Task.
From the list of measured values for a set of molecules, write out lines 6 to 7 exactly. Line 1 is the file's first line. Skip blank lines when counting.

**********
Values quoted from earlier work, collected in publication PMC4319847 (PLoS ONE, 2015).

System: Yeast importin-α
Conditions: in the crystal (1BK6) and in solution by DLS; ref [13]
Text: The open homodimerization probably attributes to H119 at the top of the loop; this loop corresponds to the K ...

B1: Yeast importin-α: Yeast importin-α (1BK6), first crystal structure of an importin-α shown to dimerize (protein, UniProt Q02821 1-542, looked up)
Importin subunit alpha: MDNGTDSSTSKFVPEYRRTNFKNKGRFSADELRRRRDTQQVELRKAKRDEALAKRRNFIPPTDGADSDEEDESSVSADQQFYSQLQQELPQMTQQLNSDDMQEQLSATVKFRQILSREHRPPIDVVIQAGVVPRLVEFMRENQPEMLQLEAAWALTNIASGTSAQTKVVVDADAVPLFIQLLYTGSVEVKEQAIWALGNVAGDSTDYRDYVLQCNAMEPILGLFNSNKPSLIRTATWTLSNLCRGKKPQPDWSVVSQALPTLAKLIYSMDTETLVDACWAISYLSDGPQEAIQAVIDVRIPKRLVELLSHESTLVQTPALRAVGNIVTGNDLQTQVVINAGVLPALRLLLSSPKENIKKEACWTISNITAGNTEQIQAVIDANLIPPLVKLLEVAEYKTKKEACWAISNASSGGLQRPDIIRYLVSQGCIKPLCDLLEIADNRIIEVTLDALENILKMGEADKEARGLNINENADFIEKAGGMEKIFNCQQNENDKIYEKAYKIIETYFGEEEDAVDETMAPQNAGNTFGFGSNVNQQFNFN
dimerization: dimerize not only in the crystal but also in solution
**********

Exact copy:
Importin subunit alpha: MDNGTDSSTSKFVPEYRRTNFKNKGRFSADELRRRRDTQQVELRKAKRDEALAKRRNFIPPTDGADSDEEDESSVSADQQFYSQLQQELPQMTQQLNSDDMQEQLSATVKFRQILSREHRPPIDVVIQAGVVPRLVEFMRENQPEMLQLEAAWALTNIASGTSAQTKVVVDADAVPLFIQLLYTGSVEVKEQAIWALGNVAGDSTDYRDYVLQCNAMEPILGLFNSNKPSLIRTATWTLSNLCRGKKPQPDWSVVSQALPTLAKLIYSMDTETLVDACWAISYLSDGPQEAIQAVIDVRIPKRLVELLSHESTLVQTPALRAVGNIVTGNDLQTQVVINAGVLPALRLLLSSPKENIKKEACWTISNITAGNTEQIQAVIDANLIPPLVKLLEVAEYKTKKEACWAISNASSGGLQRPDIIRYLVSQGCIKPLCDLLEIADNRIIEVTLDALENILKMGEADKEARGLNINENADFIEKAGGMEKIFNCQQNENDKIYEKAYKIIETYFGEEEDAVDETMAPQNAGNTFGFGSNVNQQFNFN
dimerization: dimerize not only in the crystal but also in solution